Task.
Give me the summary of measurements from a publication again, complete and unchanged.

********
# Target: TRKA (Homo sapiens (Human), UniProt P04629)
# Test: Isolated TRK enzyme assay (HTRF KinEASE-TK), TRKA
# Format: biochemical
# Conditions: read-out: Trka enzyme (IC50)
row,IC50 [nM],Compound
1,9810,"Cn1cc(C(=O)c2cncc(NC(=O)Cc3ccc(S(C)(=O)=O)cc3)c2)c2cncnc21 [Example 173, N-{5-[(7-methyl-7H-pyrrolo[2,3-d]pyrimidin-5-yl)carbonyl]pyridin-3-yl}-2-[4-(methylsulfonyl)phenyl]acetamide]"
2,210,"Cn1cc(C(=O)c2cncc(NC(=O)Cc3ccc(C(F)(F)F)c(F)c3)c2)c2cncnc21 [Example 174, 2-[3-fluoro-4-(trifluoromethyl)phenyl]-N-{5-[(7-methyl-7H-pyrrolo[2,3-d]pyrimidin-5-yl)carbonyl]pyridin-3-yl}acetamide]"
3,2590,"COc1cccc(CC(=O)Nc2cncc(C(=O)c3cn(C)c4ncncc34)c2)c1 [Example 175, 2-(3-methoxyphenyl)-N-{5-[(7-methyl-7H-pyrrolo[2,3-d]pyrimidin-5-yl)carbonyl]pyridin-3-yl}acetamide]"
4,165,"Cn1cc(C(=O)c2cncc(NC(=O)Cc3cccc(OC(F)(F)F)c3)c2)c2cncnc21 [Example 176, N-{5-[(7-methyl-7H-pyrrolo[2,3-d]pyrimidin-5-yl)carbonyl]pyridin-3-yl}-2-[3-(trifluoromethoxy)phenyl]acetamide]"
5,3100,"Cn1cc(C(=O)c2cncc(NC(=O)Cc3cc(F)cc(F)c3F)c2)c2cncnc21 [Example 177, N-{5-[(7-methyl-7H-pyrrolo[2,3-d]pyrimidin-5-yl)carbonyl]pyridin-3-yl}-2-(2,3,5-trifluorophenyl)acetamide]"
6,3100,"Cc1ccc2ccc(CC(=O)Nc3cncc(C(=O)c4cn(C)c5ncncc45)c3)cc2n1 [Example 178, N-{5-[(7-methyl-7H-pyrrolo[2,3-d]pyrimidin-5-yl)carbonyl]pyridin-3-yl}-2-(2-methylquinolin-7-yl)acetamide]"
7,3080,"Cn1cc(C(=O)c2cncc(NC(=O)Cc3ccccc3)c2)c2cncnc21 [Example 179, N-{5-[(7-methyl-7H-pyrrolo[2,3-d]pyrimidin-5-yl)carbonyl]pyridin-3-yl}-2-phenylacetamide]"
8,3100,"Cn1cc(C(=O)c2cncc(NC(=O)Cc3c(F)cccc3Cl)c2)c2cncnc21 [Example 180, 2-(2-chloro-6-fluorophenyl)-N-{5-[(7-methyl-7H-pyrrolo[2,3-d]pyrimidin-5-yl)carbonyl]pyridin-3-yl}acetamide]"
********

# Target: TRKA (Homo sapiens (Human), UniProt P04629)
# Test: Isolated TRK enzyme assay (HTRF KinEASE-TK), TRKA
# Format: biochemical
# Conditions: read-out: Trka enzyme (IC50)
row,IC50 [nM],Compound
1,9810,"Cn1cc(C(=O)c2cncc(NC(=O)Cc3ccc(S(C)(=O)=O)cc3)c2)c2cncnc21 [Example 173, N-{5-[(7-methyl-7H-pyrrolo[2,3-d]pyrimidin-5-yl)carbonyl]pyridin-3-yl}-2-[4-(methylsulfonyl)phenyl]acetamide]"
2,210,"Cn1cc(C(=O)c2cncc(NC(=O)Cc3ccc(C(F)(F)F)c(F)c3)c2)c2cncnc21 [Example 174, 2-[3-fluoro-4-(trifluoromethyl)phenyl]-N-{5-[(7-methyl-7H-pyrrolo[2,3-d]pyrimidin-5-yl)carbonyl]pyridin-3-yl}acetamide]"
3,2590,"COc1cccc(CC(=O)Nc2cncc(C(=O)c3cn(C)c4ncncc34)c2)c1 [Example 175, 2-(3-methoxyphenyl)-N-{5-[(7-methyl-7H-pyrrolo[2,3-d]pyrimidin-5-yl)carbonyl]pyridin-3-yl}acetamide]"
4,165,"Cn1cc(C(=O)c2cncc(NC(=O)Cc3cccc(OC(F)(F)F)c3)c2)c2cncnc21 [Example 176, N-{5-[(7-methyl-7H-pyrrolo[2,3-d]pyrimidin-5-yl)carbonyl]pyridin-3-yl}-2-[3-(trifluoromethoxy)phenyl]acetamide]"
5,3100,"Cn1cc(C(=O)c2cncc(NC(=O)Cc3cc(F)cc(F)c3F)c2)c2cncnc21 [Example 177, N-{5-[(7-methyl-7H-pyrrolo[2,3-d]pyrimidin-5-yl)carbonyl]pyridin-3-yl}-2-(2,3,5-trifluorophenyl)acetamide]"
6,3100,"Cc1ccc2ccc(CC(=O)Nc3cncc(C(=O)c4cn(C)c5ncncc45)c3)cc2n1 [Example 178, N-{5-[(7-methyl-7H-pyrrolo[2,3-d]pyrimidin-5-yl)carbonyl]pyridin-3-yl}-2-(2-methylquinolin-7-yl)acetamide]"
7,3080,"Cn1cc(C(=O)c2cncc(NC(=O)Cc3ccccc3)c2)c2cncnc21 [Example 179, N-{5-[(7-methyl-7H-pyrrolo[2,3-d]pyrimidin-5-yl)carbonyl]pyridin-3-yl}-2-phenylacetamide]"
8,3100,"Cn1cc(C(=O)c2cncc(NC(=O)Cc3c(F)cccc3Cl)c2)c2cncnc21 [Example 180, 2-(2-chloro-6-fluorophenyl)-N-{5-[(7-methyl-7H-pyrrolo[2,3-d]pyrimidin-5-yl)carbonyl]pyridin-3-yl}acetamide]"